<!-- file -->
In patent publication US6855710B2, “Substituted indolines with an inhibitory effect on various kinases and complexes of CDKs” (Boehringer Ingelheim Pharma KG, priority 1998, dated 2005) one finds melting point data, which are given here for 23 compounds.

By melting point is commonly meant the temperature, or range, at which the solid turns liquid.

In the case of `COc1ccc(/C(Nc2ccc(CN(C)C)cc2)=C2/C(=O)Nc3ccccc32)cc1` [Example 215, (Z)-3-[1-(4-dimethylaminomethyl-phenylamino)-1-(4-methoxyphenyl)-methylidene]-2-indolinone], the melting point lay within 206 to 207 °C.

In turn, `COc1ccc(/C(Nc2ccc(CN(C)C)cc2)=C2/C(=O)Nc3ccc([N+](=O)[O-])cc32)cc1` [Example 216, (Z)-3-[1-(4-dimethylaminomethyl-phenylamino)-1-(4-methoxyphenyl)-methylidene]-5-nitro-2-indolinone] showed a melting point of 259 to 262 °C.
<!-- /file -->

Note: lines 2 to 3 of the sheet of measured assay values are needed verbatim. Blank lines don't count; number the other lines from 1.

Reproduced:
By melting point is commonly meant the temperature, or range, at which the solid turns liquid.

In the case of `COc1ccc(/C(Nc2ccc(CN(C)C)cc2)=C2/C(=O)Nc3ccccc32)cc1` [Example 215, (Z)-3-[1-(4-dimethylaminomethyl-phenylamino)-1-(4-methoxyphenyl)-methylidene]-2-indolinone], the melting point lay within 206 to 207 °C.